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Join illustrative designer Von Glitschka as he deconstructs the creative process to teach you how to develop and create precise vector graphics. The course begins with an overview of his methodology for design and drawing—analog methods that are vital to digital workflows. Next, discover how to prepare yourself and your client for the project by defining the scope and expectations early on. With the creative brief ready and ideation explored, Von jumps into sketching, refining, and creating vector graphics through simple build methods. He continues to art direct the work and conducts digital and physical presentations of the final designs. The last chapter includes some workflow enhancements designed to save you time and conserve your creative energy for future projects.
One of the easiest methods for gathering critical client and project-specific information is by using what is called a Creative Brief. It doesn't have to be complicated. It can be a simple document that asks thoughtful questions in order to get your client to think or see themselves and their product, or most importantly their audience from a new perspective. Some questions you might ask are: What are your objectives? Where do you want to go with your business? How would you like to see your business grow? What is your desired results and vision? How would you like your business to be perceived by those experiencing it on a daily basis? Who is your Target audience? What market makes up your primary demographic? How do you see your business engaging them? It's important to design your questions, so they elicit and encourage your clients to dive deep into their own thinking.
Doing so, will help you get meaningful content and return that goes beyond the surface information available to anyone. A Creative Brief will also help you gauge and define client expectations and perceptions regarding their own business, their clients, and your creative work. Having this type of open and honest communication helps to avoid pitfalls in the overall creative process, and builds trust between you and your clients, as you both get to know each other better.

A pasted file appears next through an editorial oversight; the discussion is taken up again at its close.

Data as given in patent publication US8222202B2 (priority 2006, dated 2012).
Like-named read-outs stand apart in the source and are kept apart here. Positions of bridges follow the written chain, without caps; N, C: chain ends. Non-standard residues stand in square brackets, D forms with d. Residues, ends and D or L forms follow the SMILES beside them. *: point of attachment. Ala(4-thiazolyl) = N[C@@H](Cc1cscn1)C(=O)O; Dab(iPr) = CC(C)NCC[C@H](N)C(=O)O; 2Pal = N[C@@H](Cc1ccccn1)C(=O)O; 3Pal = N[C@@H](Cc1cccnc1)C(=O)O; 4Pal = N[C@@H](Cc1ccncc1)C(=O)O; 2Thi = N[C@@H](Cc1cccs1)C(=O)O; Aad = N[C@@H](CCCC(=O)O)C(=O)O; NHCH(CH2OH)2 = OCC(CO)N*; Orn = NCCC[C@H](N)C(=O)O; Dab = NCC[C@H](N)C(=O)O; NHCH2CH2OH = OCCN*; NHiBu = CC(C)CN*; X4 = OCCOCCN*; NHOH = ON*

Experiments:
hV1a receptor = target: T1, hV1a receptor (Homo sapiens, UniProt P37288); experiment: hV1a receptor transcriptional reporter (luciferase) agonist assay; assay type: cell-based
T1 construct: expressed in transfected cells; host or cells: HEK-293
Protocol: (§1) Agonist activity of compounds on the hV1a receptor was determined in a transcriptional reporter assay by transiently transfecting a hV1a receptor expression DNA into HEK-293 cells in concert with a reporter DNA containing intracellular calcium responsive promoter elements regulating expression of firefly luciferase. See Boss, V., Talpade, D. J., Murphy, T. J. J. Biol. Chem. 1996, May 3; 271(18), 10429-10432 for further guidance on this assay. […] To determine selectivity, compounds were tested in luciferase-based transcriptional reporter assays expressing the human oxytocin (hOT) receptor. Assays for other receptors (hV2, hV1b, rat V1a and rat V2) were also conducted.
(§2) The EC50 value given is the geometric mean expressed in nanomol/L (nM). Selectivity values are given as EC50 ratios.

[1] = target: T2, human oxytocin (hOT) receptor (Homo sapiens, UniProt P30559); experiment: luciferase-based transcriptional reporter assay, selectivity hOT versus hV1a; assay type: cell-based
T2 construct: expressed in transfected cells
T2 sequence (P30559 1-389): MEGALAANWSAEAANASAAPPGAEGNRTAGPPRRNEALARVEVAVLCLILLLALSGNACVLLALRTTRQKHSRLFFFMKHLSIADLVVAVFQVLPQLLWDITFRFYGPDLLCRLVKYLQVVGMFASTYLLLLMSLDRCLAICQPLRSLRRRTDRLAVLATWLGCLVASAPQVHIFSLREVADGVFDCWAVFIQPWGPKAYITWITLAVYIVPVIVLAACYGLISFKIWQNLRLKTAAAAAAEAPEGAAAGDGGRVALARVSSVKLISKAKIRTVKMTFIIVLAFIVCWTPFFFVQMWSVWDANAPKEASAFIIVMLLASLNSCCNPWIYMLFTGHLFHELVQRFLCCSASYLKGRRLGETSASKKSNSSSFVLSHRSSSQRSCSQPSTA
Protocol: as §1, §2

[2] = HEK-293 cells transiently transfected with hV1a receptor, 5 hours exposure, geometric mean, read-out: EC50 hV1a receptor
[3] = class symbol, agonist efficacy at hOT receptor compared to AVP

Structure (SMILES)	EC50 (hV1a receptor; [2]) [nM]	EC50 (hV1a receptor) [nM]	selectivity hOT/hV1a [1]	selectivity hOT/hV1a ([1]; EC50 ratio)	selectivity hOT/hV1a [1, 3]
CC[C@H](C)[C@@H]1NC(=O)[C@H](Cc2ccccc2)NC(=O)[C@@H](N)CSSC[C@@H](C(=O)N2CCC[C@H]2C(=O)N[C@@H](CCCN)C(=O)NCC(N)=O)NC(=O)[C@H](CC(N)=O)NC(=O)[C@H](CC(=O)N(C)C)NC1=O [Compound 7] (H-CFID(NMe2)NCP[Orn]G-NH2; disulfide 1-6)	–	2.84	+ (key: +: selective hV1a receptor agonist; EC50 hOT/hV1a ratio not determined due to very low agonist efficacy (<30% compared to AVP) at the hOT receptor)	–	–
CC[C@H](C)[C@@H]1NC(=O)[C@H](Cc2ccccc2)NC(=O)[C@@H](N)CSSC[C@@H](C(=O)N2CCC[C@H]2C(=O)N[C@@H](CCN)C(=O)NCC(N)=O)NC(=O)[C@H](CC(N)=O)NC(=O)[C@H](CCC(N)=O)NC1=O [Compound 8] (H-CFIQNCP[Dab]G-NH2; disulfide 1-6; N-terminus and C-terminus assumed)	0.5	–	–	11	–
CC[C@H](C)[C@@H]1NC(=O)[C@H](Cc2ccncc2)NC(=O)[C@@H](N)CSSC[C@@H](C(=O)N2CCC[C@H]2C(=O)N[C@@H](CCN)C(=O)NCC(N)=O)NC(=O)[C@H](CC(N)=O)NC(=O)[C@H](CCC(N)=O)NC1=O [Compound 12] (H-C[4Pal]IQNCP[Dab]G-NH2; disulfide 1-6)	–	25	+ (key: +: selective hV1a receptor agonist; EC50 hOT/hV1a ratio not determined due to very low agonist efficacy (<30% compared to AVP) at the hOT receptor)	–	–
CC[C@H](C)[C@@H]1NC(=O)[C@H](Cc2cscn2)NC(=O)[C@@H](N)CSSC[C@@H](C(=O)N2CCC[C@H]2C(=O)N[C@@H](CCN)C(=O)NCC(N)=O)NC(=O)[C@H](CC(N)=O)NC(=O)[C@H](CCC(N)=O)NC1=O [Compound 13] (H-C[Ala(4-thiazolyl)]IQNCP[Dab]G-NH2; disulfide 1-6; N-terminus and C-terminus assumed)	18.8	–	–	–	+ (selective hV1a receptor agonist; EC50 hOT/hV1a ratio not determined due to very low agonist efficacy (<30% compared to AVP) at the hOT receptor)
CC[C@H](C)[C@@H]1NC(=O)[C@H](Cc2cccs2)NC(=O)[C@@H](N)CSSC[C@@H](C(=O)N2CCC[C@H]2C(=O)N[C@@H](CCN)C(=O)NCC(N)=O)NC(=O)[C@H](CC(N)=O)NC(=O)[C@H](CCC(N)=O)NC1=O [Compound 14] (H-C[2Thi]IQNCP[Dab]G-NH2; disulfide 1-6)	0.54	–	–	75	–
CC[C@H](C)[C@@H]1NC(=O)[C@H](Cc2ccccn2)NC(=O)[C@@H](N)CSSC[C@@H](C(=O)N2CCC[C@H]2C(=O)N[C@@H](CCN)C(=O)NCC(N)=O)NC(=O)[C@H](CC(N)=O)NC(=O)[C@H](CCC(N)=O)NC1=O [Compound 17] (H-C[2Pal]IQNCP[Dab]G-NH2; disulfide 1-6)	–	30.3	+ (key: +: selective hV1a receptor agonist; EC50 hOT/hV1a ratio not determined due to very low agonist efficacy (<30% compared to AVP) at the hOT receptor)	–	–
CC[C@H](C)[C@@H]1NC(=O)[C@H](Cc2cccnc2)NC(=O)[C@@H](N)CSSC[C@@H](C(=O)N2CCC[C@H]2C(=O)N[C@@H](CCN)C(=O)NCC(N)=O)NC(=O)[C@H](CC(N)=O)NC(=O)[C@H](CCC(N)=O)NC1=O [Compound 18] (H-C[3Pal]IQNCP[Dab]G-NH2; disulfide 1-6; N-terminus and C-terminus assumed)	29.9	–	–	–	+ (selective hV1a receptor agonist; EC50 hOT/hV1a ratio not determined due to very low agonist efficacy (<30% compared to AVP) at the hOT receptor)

You can use Creative Briefs on any type of project, be it to logo, a character design, a brand graphic, a T-shirt design, or even copy writing. Once you've harvested this type of core client information, you're far better positioned to move forward successfully with your design. After a client fills out a creative brief I like to read through it, digests their input and follow it up with additional questions. Once I have these questions answered, I'm ready to rock 'n roll.
If you're not using Creative Briefs, I highly recommend that you develop one to use with your own clients. To help you get started checkout the Exercise Files to review the simple Creative Brief I use with my own small business clients.
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